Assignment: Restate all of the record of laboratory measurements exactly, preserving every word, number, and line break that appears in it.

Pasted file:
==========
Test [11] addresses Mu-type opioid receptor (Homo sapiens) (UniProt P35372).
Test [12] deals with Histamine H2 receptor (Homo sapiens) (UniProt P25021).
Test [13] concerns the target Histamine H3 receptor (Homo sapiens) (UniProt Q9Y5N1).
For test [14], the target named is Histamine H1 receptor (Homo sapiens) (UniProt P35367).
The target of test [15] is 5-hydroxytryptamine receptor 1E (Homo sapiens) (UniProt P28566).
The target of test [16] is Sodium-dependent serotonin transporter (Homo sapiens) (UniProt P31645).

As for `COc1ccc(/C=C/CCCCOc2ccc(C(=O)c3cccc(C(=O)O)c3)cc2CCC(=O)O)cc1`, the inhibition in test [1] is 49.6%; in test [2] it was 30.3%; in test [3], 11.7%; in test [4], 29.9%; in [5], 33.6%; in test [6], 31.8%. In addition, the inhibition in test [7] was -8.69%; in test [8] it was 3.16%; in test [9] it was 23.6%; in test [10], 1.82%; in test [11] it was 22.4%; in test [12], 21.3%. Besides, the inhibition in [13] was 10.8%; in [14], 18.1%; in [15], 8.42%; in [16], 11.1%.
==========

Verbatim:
Test [11] addresses Mu-type opioid receptor (Homo sapiens) (UniProt P35372).
Test [12] deals with Histamine H2 receptor (Homo sapiens) (UniProt P25021).
Test [13] concerns the target Histamine H3 receptor (Homo sapiens) (UniProt Q9Y5N1).
For test [14], the target named is Histamine H1 receptor (Homo sapiens) (UniProt P35367).
The target of test [15] is 5-hydroxytryptamine receptor 1E (Homo sapiens) (UniProt P28566).
The target of test [16] is Sodium-dependent serotonin transporter (Homo sapiens) (UniProt P31645).

As for `COc1ccc(/C=C/CCCCOc2ccc(C(=O)c3cccc(C(=O)O)c3)cc2CCC(=O)O)cc1`, the inhibition in test [1] is 49.6%; in test [2] it was 30.3%; in test [3], 11.7%; in test [4], 29.9%; in [5], 33.6%; in test [6], 31.8%. In addition, the inhibition in test [7] was -8.69%; in test [8] it was 3.16%; in test [9] it was 23.6%; in test [10], 1.82%; in test [11] it was 22.4%; in test [12], 21.3%. Besides, the inhibition in [13] was 10.8%; in [14], 18.1%; in [15], 8.42%; in [16], 11.1%.